Skip Over Navigation Links
National Institutes of Health
Find more NIMH pages about: Anxiety Disorders

Science News about Anxiety Disorders

Find Press Releases and Science Updates by Topic

Anxious and Depressed Teens and Adults: Same Version of Mood Gene, Different Brain Reactions
December 2, 2008 • Science Update
An NIMH study using brain imaging shows that some anxious and depressed adolescents react differently from adult patients when looking at frightening faces.
Cells May Provide Target for New Anxiety Medications
November 6, 2008 • Science Update
A specific population of brain cells could provide a target for developing new medications aimed at helping people learn to mute the fears underlying anxiety disorders, according to NIMH-supported scientists.
Anxious and Healthy Adolescents Respond Differently to an Anxiety-provoking Situation
November 5, 2008 • Science Update
Brain scans show heightened activity among anxious adolescents exposed to an anxiety-provoking situation when compared with normal controls.
Study Identifies Three Effective Treatments for Childhood Anxiety Disorders
October 30, 2008 • Press Release
Treatment that combines a certain type of psychotherapy with an antidepressant medication is most likely to help children with anxiety disorders, but each of the treatments alone is also effective.
Emotion-Regulating Circuit Weakened in Borderline Personality Disorder
October 2, 2008 • Science Update
Differences in the working tissue of the brain, called grey matter, have been linked to impaired functioning of an emotion-regulating circuit in patients with borderline personality disorder (BPD). People with BPD had excess grey matter in a fear hub deep in the brain, which over-activated when they viewed scary faces. By contrast, the hub’s regulator near the front of the brain was deficient in grey matter and underactive, effectively taking the brakes off a runaway fear response, suggest researchers supported in part by NIMH.
Anxious Youth Have Disturbed Brain Responses When Looking at Angry Faces
June 20, 2008 • Science Update
When looking at angry faces so quickly that they are hardly aware of seeing them, youth with generalized anxiety disorder (GAD) have unchecked activity in the brain’s fear center, say NIMH researchers.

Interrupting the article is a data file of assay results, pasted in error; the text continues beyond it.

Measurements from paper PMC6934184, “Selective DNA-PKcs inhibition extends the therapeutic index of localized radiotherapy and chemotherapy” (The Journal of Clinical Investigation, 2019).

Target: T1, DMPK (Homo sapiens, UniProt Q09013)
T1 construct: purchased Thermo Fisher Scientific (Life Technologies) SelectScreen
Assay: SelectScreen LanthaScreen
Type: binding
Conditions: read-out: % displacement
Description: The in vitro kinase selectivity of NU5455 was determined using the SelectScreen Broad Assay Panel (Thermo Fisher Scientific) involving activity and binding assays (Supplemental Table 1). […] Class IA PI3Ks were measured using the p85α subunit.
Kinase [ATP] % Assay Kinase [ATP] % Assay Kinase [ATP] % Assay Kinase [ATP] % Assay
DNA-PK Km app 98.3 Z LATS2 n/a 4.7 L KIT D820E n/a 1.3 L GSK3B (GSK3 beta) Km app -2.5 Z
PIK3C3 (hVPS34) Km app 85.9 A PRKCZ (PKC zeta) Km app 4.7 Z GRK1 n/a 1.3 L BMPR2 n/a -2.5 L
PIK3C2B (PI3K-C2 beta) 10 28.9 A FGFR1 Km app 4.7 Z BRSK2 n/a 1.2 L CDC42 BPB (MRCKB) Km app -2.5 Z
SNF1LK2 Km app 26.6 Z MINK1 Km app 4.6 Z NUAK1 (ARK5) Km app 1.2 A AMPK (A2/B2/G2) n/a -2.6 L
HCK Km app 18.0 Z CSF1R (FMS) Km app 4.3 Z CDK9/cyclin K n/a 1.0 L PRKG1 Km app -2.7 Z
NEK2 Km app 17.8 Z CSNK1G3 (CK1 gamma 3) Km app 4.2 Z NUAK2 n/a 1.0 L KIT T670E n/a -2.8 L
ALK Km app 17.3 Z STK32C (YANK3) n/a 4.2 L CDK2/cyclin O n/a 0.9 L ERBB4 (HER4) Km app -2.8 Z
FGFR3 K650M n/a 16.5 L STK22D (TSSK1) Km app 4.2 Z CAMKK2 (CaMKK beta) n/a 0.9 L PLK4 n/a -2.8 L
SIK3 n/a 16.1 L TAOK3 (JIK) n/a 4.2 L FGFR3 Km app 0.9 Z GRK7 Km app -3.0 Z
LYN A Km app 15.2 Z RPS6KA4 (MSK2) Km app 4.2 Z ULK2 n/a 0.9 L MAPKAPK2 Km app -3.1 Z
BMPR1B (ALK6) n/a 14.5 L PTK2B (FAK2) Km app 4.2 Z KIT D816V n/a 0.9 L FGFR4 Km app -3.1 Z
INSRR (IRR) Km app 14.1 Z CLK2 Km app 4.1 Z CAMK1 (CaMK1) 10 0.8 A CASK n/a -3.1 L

Imaging Identifies Brain Regions and Chemicals Underlying Mood Disorders; May Lead to Better Treatments
May 6, 2008 • Science Update
Recently developed imaging techniques allow the mapping of the brain circuits and chemical systems believed responsible for a range of mood abnormalities including depression and bipolar disorder, and hold promise for improved treatments, scientists say.
Medication-Enhanced Learning in Therapy Hailed as “Paradigm Shift” for Anxiety
May 1, 2008 • Science Update
A medication that enhances learning, taken just before an exposure therapy session, may aid cognitive behavior therapy (CBT) for anxiety disorders, say NIMH-funded researchers, who adapted the technique from studies in rats.
Human Brain Appears “Hard-Wired” for Hierarchy
April 23, 2008 • Press Release
Human imaging studies have for the first time identified brain circuitry associated with social status, according to researchers at the National Institute of Mental Health (NIMH) of the National Institutes of Health.
Journal Highlights Effectiveness of Research Based Psychotherapies for Youth
April 15, 2008 • Science Update
Reviews of the current research on psychosocial and behavioral therapies, or psychotherapies, for children and adolescents found a number of “well established” and “probably efficacious” treatments for many mental disorders. The results were published in a special issue of the Journal of Clinical Child and Adolescent Psychology.
1 | 2 | 3 | Next >